Where to Find Arkansas Civil Court Records
Civil court records are generated from the court proceedings of civil cases involving legal disputes between two or more parties in Arkansas Courts. Civil proceedings in Arkansas are governed by the Arkansas laws of Civil Procedure. The documents generated during these proceedings include; petitions or complaints, pleadings, depositions, etc. According to state laws, these records are open to the public through the services offered by the state's judicial website and third- party sites such as ArkansasCourtRecords.Us
Are Arkansas Civil Court Records Public?
Yes, Arkansas's civil records are open to the public.
The Arkansas Freedom of Information Act ensures that all residents and citizens of the state have the fundamental right to access, request, inspect and receive copies of all public records unless exempted by law.
The Arkansas Rule of Civil Procedure also mandates that all trials and hearings in Arkansas courts be made accessible to the public, except otherwise provided by law.
Types of Cases in Arkansas Civil Courts
The Arkansas state court system consists of the Circuit and District courts. The Circuit court has general jurisdiction over civil cases in the state. The civil case types heard in these courts include:
Contract civil cases
- Property line disputes
- Land Condemnation
- Rent, Lease, and Ejectment
Torts - Injury cases
- Assault, Libel, and Slander
- Motor Vehicle Product Liability
- Personal Injury- Medical Malpractice
- Personal Injury: Health Care
Torts - Property cases
- Personal Property Damage
- Property Damage Product Liability
Civil Rights cases
- Employment of citizens with disabilities,
Prisoner Petitions cases
- Civil Rights
- Death Penalty
- Motions to Vacate Sentence
- Conditions of Confinement
- Employee Retirement Income Security Act of 1974
- Fair Labor Standards Act
- Family and Medical Leave Act
- Labor/Management Reporting & Disclosure Act
Civil cases of Intellectual Property
Social Security cases
- Disability Insurance
- Health Insurance
- Retirement and Survivors Benefits
- Supplemental Security Income
Federal Tax cases of:
- IRS-Third Party
- Habeas Corpus - (unlawful detention)
- Naturalization Application
- Other Immigration litigation
What is the Difference Between Criminal Cases and Civil Cases in Arkansas?
Crime or Civil Wrong
Criminal cases involve actions or offenses where a violation of public law occurs, and the court is enforcing the state codes of behavior. At the same time, civil cases involve legal disputes or conflicts between individuals, businesses, or organizations, mostly over money.
Civil cases are typically initiated by a wronged party called "the plaintiff," who files a legal complaint against another individual or business, "the defendant," for failure to perform a legal duty.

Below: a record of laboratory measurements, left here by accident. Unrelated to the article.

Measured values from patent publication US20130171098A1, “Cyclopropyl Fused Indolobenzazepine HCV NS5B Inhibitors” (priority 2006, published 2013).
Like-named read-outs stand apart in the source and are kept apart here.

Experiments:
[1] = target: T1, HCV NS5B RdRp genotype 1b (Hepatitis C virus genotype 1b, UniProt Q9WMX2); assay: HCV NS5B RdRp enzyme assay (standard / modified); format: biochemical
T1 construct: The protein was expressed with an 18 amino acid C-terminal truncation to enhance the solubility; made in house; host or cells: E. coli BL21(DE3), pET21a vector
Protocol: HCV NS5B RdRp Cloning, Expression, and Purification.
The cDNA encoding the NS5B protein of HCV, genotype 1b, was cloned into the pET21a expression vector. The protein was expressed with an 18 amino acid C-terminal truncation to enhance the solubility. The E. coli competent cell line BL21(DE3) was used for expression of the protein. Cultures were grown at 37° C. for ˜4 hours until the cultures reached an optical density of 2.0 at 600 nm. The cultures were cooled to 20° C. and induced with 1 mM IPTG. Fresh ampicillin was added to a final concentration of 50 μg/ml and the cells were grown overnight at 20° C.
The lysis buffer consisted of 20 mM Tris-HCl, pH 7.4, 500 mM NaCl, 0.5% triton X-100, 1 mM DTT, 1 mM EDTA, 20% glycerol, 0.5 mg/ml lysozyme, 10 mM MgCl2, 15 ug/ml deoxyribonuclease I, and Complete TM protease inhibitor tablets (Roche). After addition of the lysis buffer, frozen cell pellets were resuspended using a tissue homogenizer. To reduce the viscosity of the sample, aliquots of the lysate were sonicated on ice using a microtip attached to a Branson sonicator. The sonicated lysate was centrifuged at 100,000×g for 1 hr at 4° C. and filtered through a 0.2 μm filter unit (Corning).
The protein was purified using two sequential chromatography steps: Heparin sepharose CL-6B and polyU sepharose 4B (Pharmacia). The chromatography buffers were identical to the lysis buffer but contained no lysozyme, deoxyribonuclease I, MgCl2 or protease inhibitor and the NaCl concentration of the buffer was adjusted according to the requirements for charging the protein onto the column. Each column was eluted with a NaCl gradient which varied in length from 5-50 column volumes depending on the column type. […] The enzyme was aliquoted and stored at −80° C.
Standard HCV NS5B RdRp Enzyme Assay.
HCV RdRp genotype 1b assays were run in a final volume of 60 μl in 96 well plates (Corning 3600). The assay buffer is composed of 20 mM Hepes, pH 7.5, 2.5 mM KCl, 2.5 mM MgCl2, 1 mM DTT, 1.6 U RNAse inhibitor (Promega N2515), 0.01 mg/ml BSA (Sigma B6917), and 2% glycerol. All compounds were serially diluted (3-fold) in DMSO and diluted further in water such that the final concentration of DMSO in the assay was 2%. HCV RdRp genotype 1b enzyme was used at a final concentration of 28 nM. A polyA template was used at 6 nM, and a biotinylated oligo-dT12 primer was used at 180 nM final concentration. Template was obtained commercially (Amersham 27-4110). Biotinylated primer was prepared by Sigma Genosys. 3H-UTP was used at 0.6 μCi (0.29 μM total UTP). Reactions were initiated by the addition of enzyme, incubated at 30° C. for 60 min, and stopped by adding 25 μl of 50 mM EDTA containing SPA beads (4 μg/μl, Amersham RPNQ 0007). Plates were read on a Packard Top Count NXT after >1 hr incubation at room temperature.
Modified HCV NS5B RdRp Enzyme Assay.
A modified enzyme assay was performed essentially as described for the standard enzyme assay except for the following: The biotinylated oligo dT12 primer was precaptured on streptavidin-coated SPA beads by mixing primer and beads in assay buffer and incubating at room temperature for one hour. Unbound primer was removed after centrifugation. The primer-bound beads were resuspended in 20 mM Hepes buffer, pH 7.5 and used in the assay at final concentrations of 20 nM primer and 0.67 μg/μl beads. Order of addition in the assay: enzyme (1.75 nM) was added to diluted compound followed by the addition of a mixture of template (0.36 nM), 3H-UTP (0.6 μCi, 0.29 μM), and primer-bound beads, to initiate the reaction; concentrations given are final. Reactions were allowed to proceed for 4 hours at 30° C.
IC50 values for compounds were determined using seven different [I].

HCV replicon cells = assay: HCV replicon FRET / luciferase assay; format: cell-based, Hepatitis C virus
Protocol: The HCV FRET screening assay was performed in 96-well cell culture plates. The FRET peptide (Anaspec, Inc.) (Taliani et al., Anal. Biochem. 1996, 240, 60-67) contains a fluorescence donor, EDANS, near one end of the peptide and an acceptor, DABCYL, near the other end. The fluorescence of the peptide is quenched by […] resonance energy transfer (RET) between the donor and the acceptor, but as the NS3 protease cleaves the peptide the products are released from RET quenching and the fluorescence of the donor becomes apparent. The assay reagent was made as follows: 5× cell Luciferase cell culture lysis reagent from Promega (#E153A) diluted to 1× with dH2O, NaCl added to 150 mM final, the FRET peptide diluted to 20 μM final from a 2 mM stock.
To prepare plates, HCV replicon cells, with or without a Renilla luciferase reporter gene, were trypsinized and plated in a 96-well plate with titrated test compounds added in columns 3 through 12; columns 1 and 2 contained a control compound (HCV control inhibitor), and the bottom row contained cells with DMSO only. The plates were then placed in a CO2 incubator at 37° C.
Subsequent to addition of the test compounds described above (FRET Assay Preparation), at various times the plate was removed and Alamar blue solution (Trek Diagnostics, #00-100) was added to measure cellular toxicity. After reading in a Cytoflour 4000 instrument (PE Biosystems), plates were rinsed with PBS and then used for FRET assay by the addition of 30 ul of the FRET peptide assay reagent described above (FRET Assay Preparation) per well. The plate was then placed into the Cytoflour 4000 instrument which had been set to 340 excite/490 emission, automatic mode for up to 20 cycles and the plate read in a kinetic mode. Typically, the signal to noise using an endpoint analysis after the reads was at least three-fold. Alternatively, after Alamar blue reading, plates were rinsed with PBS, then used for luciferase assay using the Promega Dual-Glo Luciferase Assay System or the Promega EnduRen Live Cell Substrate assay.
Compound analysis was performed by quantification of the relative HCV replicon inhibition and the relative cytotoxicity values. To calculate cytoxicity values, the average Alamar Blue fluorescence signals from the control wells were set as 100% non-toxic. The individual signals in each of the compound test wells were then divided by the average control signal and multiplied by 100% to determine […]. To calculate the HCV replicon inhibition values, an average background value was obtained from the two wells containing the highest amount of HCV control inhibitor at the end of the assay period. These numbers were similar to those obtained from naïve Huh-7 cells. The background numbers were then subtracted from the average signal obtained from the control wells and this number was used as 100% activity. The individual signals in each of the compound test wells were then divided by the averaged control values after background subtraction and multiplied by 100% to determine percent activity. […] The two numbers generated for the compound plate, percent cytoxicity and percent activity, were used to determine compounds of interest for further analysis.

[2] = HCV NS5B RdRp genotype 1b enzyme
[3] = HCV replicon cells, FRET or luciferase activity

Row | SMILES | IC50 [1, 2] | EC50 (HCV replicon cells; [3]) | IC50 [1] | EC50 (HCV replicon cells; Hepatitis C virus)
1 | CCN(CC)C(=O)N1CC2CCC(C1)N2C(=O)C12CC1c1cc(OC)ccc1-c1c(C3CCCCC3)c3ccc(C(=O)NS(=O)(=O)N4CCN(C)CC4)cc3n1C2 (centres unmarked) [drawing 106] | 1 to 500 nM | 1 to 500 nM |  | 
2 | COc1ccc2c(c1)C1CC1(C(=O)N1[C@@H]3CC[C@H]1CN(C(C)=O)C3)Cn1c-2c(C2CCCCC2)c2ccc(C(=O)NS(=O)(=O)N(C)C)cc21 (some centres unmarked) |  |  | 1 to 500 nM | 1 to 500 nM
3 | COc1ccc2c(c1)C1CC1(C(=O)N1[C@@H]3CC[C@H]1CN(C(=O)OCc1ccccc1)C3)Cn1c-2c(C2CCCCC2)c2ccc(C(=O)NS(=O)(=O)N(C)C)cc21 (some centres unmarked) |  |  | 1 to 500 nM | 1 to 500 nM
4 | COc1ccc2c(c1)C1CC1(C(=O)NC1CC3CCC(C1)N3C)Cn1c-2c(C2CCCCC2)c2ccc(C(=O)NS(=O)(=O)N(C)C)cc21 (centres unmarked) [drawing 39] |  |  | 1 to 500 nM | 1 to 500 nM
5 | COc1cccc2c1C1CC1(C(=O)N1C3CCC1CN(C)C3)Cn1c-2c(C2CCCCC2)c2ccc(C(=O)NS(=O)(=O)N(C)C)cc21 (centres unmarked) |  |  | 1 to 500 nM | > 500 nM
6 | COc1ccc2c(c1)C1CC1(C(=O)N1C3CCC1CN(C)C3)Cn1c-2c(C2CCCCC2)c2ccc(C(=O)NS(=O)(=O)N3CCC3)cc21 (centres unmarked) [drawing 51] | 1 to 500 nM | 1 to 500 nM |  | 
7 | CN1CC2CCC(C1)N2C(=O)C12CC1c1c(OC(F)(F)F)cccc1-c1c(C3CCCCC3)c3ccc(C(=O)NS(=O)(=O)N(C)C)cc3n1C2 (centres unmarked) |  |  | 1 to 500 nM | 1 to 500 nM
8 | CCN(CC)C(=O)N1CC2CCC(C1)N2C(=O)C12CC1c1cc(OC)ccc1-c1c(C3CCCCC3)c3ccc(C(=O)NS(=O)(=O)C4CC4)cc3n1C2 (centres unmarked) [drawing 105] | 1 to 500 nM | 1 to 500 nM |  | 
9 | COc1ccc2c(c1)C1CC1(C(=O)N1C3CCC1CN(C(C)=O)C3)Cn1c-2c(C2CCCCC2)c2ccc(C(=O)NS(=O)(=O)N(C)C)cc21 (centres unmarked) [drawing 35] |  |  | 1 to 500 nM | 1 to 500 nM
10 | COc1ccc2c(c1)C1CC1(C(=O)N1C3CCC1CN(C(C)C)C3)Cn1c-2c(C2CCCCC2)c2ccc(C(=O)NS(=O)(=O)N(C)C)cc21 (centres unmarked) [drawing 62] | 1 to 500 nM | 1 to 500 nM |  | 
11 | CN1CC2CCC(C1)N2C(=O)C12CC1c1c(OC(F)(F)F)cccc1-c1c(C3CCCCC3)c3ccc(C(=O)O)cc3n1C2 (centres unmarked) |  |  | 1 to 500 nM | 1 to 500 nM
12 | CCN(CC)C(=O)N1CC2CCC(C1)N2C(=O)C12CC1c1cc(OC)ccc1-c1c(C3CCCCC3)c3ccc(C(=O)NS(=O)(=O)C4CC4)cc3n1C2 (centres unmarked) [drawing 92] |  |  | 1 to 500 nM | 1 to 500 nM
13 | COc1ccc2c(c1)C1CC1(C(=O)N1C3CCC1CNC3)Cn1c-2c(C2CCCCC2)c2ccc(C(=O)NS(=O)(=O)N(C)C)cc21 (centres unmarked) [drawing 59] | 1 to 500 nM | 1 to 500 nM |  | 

While the government initiates a criminal case through its representative, the district attorney. The attorney files a complaint or indictment against individuals or entities suspected of criminal behavior against the people of the state of Arkansas.
In all civil cases, the wronged party simply seeks compensation or remedy from the defendant for a civil wrong. The court mandates the defendant after being proven to have committed the wrong to rectify the situation through remedies, which may be: damages, injunction, or settlement.
However, in criminal cases, if the defendant is found to be guilty of a crime, he or she will receive a sentence which may be incarceration, fines, probation, or even capital punishment.
Filing The complaint
In Arkansas civil cases, the victim of a civil wrong, the plaintiff is responsible for filing a complaint against the defendant and requesting compensation or damages. In contrast, in criminal cases, it is not the victim's responsibility to file the case but the state's.
In the state of Arkansas is that; there are usually 12 jurors hearing criminal and civil cases. In civil cases, only 9 of the 12 jurors must reach the same decision for the verdict to be made and accepted by the court. However, in criminal cases, all 12 jurors must make a unanimous decision.
Number of plaintiffs
In a civil case in Arkansas, there may be more than one plaintiff or defendant, but in a criminal case, the plaintiff is always the state of Arkansas.
In essence, any conflict or dispute that is not in violation of criminal laws in the state of Arkansas is an eligible civil case.
How Do I Find Civil Court Records In Arkansas?
Depending on the type of case, civil court records in Arkansas are maintained by district and circuit courts in the state where the cases were heard. The Clerk of Courts is responsible for maintaining and disseminating these records to the public.
An inquirer seeking civil court records must first identify the right court depending on the case of interest and then locate the court where the case was heard with the information provided to the state judicial website. The circuit courts and state district courts hear civil cases of claims of $5000.00 - $25,000.00 in controversy, while local district courts handle cases with sums less than that.